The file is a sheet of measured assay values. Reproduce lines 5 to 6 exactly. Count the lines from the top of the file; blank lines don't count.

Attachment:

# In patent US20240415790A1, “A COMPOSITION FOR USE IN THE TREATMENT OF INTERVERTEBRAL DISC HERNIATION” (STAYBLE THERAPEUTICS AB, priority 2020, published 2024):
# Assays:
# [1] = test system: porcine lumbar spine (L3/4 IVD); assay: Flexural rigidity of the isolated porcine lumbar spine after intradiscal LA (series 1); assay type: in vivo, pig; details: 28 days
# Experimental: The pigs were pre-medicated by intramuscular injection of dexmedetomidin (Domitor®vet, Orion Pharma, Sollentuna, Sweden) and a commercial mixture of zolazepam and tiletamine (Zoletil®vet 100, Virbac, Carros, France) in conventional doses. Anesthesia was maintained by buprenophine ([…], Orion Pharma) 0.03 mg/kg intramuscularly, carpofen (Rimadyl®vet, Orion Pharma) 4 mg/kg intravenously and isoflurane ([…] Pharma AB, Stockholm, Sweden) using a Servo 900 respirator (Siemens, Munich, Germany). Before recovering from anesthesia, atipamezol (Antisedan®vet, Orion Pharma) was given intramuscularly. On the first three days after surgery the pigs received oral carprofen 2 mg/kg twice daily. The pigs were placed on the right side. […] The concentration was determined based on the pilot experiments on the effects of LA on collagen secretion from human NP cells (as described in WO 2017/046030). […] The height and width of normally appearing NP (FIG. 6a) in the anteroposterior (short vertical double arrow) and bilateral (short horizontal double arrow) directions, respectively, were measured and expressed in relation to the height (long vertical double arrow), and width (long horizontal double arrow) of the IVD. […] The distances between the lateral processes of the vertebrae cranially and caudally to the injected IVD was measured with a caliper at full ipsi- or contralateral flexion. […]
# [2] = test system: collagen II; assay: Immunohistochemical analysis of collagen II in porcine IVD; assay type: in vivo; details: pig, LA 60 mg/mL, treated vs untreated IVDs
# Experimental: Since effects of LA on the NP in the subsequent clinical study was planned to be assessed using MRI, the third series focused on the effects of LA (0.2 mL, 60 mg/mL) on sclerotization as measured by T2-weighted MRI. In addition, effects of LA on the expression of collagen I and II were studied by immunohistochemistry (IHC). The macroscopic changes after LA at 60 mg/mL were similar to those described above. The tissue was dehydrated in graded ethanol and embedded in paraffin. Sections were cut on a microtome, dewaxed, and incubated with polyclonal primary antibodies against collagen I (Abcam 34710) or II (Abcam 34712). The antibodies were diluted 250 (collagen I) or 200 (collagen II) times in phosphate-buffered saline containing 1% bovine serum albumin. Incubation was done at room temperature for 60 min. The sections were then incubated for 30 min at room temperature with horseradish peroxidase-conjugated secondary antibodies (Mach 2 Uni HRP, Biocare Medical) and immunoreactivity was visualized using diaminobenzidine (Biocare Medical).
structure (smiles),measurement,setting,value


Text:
# [2] = test system: collagen II; assay: Immunohistochemical analysis of collagen II in porcine IVD; assay type: in vivo; details: pig, LA 60 mg/mL, treated vs untreated IVDs
# Experimental: Since effects of LA on the NP in the subsequent clinical study was planned to be assessed using MRI, the third series focused on the effects of LA (0.2 mL, 60 mg/mL) on sclerotization as measured by T2-weighted MRI. In addition, effects of LA on the expression of collagen I and II were studied by immunohistochemistry (IHC). The macroscopic changes after LA at 60 mg/mL were similar to those described above. The tissue was dehydrated in graded ethanol and embedded in paraffin. Sections were cut on a microtome, dewaxed, and incubated with polyclonal primary antibodies against collagen I (Abcam 34710) or II (Abcam 34712). The antibodies were diluted 250 (collagen I) or 200 (collagen II) times in phosphate-buffered saline containing 1% bovine serum albumin. Incubation was done at room temperature for 60 min. The sections were then incubated for 30 min at room temperature with horseradish peroxidase-conjugated secondary antibodies (Mach 2 Uni HRP, Biocare Medical) and immunoreactivity was visualized using diaminobenzidine (Biocare Medical).